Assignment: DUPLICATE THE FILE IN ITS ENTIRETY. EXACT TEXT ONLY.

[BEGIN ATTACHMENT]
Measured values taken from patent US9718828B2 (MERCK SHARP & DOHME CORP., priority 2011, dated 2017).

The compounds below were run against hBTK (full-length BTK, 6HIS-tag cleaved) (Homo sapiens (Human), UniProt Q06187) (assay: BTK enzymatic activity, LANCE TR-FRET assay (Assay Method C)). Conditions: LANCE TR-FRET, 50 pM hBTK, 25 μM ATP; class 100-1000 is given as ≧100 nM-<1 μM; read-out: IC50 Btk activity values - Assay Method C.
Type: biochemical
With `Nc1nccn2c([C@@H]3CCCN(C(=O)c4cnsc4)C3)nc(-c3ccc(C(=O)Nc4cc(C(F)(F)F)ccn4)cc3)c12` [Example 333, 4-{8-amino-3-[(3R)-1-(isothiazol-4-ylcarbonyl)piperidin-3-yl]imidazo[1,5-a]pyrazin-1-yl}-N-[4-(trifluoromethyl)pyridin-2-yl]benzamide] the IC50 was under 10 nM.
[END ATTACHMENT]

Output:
Measured values taken from patent US9718828B2 (MERCK SHARP & DOHME CORP., priority 2011, dated 2017).

The compounds below were run against hBTK (full-length BTK, 6HIS-tag cleaved) (Homo sapiens (Human), UniProt Q06187) (assay: BTK enzymatic activity, LANCE TR-FRET assay (Assay Method C)). Conditions: LANCE TR-FRET, 50 pM hBTK, 25 μM ATP; class 100-1000 is given as ≧100 nM-<1 μM; read-out: IC50 Btk activity values - Assay Method C.
Type: biochemical
With `Nc1nccn2c([C@@H]3CCCN(C(=O)c4cnsc4)C3)nc(-c3ccc(C(=O)Nc4cc(C(F)(F)F)ccn4)cc3)c12` [Example 333, 4-{8-amino-3-[(3R)-1-(isothiazol-4-ylcarbonyl)piperidin-3-yl]imidazo[1,5-a]pyrazin-1-yl}-N-[4-(trifluoromethyl)pyridin-2-yl]benzamide] the IC50 was under 10 nM.